Successful Infringement Claim on Four of Six Asserted Works Does Not Warrant “Prevailing Party” Status Under § 505​

The court denied defendant’s motion to reconsider a prior denial of attorney fees and rejected defendant’s argument that partial granting of its summary judgment motion rendered defendant the “prevailing party” under § 505. “In the [summary judgment] Order, the Court granted [defendant] summary judgment on [plaintiff’s] copyright claims based on four works and denied [defendant’s] request for summary judgment on [plaintiff’s] copyright claims based on [two other works]. The Order addressed [defendant’s] request for attorney’s fees by stating that ‘⁠[defendant’s] Motion for Summary Judgment is denied in part. Therefore, [defendant] is not entitled to attorney’s fees under 17 U.S.C. § 505.’ [Defendant] has not presented the Court with any authority that establishes that a party becomes ‘the prevailing party’ for purposes of 17 U.S.C. § 505 when its motion for summary judgment is granted in part and denied in part. Accordingly, the Court finds that [defendant] has not carried its burden of demonstrating that the Court committed clear error when it denied [defendant’s] request for attorney’s fees.”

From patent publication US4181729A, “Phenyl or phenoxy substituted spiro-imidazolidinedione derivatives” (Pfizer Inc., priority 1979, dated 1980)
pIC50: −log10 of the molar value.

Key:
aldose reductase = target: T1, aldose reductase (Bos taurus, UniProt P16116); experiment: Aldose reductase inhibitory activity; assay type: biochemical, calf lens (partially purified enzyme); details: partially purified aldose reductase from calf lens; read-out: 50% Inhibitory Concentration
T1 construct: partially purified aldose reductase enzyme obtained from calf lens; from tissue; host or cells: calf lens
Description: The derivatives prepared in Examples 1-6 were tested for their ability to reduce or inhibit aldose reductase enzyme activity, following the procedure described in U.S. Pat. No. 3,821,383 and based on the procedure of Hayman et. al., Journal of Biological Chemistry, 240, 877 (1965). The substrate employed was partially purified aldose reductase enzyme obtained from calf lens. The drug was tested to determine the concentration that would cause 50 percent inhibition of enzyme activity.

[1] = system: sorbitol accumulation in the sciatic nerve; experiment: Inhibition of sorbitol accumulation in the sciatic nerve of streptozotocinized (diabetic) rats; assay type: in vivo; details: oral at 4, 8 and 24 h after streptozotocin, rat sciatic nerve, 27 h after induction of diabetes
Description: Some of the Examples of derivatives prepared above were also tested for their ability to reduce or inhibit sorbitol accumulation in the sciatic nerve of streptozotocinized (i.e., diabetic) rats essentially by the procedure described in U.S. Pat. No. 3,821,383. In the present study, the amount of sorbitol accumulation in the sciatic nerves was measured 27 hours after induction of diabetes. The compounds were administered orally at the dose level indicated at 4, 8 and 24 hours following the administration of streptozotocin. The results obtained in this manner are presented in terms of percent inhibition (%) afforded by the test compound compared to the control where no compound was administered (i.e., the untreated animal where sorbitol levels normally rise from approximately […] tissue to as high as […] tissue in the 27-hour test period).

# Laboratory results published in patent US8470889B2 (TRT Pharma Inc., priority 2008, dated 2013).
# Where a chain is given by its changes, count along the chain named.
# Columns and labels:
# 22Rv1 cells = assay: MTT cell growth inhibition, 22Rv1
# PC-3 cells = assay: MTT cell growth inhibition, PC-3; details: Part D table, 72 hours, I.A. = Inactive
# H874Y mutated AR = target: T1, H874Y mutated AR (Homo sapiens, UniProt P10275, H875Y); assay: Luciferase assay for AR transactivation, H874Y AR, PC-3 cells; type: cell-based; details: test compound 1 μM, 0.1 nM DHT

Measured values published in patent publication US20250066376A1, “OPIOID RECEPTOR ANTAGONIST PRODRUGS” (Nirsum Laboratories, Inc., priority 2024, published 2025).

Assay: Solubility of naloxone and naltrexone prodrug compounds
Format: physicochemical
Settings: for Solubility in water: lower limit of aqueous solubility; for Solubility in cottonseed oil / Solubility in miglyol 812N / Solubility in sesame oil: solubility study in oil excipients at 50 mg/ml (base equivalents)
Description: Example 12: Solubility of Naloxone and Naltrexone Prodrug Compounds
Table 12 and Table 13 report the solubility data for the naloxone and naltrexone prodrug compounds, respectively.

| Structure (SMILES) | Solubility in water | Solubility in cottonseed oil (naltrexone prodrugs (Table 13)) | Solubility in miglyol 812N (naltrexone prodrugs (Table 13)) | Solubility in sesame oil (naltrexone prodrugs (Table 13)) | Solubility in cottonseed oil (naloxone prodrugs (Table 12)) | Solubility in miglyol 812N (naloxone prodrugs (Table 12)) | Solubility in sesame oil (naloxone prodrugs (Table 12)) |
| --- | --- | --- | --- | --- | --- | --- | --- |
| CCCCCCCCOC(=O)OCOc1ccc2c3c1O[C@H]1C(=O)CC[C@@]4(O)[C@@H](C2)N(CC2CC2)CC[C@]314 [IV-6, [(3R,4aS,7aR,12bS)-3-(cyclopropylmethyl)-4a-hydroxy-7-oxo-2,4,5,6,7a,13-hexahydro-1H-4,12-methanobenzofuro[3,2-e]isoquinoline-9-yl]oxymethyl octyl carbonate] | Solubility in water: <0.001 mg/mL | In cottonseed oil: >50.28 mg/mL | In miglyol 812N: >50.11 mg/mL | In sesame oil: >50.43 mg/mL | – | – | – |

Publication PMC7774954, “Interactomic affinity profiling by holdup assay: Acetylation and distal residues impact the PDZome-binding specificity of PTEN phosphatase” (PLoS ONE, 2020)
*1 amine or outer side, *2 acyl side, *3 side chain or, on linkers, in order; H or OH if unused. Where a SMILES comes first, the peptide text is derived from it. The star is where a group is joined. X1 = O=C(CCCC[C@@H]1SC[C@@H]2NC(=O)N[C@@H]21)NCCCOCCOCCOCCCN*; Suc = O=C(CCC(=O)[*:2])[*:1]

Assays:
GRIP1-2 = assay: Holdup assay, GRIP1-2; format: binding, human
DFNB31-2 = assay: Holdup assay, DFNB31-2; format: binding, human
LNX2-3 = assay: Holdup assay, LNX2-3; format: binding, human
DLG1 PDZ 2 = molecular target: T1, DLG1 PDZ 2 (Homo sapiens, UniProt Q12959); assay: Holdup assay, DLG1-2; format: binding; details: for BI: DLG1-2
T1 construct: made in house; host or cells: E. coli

Leadership Studies, Inc. d/b/a Center For Leadership Studies v. Blanchard Training and Development, Inc. et al, 3-15-cv-01831 (CASD 2018-04-12, Order) (William Q. Hayes)

2018-04-16T13:32:02+00:00April 16th, 2018|Copyright, Docket Report|